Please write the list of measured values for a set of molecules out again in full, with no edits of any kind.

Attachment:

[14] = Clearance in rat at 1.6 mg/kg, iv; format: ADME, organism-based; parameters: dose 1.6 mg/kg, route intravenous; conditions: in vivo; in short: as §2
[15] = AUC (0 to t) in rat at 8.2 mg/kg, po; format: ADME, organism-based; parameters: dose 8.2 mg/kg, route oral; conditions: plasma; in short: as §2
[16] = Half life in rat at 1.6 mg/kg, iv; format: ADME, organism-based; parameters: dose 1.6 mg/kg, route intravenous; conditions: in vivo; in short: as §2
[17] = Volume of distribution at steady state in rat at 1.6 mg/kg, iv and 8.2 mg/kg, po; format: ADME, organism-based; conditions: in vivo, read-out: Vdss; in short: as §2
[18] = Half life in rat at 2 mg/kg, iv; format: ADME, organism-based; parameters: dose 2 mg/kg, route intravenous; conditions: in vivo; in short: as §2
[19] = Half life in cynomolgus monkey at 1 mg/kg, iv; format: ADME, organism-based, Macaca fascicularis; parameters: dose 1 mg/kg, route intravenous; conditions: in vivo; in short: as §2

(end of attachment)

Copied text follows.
[14] = Clearance in rat at 1.6 mg/kg, iv; format: ADME, organism-based; parameters: dose 1.6 mg/kg, route intravenous; conditions: in vivo; in short: as §2
[15] = AUC (0 to t) in rat at 8.2 mg/kg, po; format: ADME, organism-based; parameters: dose 8.2 mg/kg, route oral; conditions: plasma; in short: as §2
[16] = Half life in rat at 1.6 mg/kg, iv; format: ADME, organism-based; parameters: dose 1.6 mg/kg, route intravenous; conditions: in vivo; in short: as §2
[17] = Volume of distribution at steady state in rat at 1.6 mg/kg, iv and 8.2 mg/kg, po; format: ADME, organism-based; conditions: in vivo, read-out: Vdss; in short: as §2
[18] = Half life in rat at 2 mg/kg, iv; format: ADME, organism-based; parameters: dose 2 mg/kg, route intravenous; conditions: in vivo; in short: as §2
[19] = Half life in cynomolgus monkey at 1 mg/kg, iv; format: ADME, organism-based, Macaca fascicularis; parameters: dose 1 mg/kg, route intravenous; conditions: in vivo; in short: as §2